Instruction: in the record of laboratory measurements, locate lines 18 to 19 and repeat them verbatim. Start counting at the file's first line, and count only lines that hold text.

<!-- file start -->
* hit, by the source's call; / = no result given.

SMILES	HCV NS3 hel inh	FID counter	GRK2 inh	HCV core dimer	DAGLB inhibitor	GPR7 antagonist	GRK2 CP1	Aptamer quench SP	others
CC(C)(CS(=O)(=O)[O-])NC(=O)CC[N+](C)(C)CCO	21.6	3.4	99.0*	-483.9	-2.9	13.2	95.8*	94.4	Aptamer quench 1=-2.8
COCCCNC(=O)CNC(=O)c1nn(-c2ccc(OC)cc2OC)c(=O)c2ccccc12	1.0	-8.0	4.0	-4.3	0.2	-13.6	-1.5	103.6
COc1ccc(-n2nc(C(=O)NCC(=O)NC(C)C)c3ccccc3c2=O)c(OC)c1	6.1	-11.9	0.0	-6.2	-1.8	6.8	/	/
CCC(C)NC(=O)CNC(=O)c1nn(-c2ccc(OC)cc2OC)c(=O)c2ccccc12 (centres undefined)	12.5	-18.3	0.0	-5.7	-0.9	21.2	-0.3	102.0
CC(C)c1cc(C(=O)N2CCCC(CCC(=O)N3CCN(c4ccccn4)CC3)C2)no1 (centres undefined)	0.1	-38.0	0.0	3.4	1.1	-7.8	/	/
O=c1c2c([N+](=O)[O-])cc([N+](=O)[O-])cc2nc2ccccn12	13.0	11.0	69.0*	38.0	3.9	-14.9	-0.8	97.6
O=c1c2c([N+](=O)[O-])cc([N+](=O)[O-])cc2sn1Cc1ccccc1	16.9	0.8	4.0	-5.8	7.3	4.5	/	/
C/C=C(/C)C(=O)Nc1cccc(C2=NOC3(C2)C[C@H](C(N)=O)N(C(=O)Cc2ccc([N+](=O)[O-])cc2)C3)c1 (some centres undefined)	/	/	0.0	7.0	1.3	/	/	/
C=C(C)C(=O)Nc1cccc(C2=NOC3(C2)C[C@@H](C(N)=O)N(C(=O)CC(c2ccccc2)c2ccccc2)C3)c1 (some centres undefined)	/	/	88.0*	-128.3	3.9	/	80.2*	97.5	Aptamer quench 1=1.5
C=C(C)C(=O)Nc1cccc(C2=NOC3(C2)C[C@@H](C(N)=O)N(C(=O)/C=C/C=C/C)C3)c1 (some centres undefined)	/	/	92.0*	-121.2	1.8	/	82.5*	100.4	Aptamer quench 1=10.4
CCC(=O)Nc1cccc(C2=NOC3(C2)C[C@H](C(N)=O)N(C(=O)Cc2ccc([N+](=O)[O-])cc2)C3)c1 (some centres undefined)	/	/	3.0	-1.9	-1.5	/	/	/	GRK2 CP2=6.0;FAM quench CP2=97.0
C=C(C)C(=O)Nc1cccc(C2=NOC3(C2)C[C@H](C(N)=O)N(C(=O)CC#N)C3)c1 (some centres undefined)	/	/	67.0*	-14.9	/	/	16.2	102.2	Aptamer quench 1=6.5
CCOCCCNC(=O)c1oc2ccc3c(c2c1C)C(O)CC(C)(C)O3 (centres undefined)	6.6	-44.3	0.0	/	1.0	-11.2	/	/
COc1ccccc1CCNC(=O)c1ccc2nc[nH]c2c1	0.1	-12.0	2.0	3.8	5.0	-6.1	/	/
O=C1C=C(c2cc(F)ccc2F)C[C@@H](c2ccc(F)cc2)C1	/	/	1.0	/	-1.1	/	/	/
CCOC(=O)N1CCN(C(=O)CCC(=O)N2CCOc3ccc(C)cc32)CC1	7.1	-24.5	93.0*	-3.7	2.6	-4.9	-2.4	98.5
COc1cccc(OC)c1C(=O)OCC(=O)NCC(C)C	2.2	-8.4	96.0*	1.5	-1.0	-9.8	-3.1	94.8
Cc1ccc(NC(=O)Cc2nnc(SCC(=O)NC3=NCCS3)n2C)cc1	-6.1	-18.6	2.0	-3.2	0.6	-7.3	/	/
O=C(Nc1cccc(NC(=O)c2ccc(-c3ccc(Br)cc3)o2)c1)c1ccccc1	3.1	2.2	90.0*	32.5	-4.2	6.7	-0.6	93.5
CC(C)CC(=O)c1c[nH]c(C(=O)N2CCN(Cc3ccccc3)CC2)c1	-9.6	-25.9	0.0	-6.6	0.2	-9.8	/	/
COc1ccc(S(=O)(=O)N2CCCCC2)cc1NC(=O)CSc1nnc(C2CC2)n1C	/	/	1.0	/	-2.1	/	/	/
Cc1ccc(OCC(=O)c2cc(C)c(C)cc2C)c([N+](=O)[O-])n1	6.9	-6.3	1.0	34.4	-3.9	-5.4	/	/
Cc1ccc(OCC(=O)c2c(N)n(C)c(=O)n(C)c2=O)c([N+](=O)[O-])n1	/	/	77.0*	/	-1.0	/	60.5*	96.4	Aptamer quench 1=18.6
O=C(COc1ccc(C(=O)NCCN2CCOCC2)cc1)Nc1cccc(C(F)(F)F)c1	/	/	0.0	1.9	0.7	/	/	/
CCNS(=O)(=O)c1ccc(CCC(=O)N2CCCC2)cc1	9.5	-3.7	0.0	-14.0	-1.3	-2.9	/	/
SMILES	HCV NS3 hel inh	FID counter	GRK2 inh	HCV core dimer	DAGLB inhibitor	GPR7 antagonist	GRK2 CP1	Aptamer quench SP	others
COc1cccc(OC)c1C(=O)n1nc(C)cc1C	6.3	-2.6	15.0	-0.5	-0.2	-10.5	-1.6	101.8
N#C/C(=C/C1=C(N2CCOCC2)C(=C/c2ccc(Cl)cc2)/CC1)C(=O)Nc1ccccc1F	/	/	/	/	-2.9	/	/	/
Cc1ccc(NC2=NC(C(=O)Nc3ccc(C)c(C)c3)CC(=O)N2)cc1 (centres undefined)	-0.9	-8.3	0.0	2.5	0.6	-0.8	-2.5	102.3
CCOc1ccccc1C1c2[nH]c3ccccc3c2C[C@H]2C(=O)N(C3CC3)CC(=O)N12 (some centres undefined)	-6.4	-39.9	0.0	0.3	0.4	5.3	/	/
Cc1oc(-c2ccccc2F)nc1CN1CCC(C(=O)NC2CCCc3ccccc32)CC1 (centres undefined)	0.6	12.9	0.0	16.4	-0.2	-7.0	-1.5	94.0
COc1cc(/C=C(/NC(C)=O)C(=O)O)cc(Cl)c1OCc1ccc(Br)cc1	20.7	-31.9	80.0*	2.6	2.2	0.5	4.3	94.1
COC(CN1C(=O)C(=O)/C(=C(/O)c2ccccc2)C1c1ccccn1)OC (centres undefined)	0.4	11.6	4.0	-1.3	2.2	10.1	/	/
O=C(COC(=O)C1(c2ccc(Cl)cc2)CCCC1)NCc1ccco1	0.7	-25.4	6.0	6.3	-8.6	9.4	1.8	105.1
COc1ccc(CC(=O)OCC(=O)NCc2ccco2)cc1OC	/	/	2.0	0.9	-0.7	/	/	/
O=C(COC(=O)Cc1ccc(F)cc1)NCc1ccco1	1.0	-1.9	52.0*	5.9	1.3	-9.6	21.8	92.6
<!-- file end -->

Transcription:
CCOC(=O)N1CCN(C(=O)CCC(=O)N2CCOc3ccc(C)cc32)CC1	7.1	-24.5	93.0*	-3.7	2.6	-4.9	-2.4	98.5
COc1cccc(OC)c1C(=O)OCC(=O)NCC(C)C	2.2	-8.4	96.0*	1.5	-1.0	-9.8	-3.1	94.8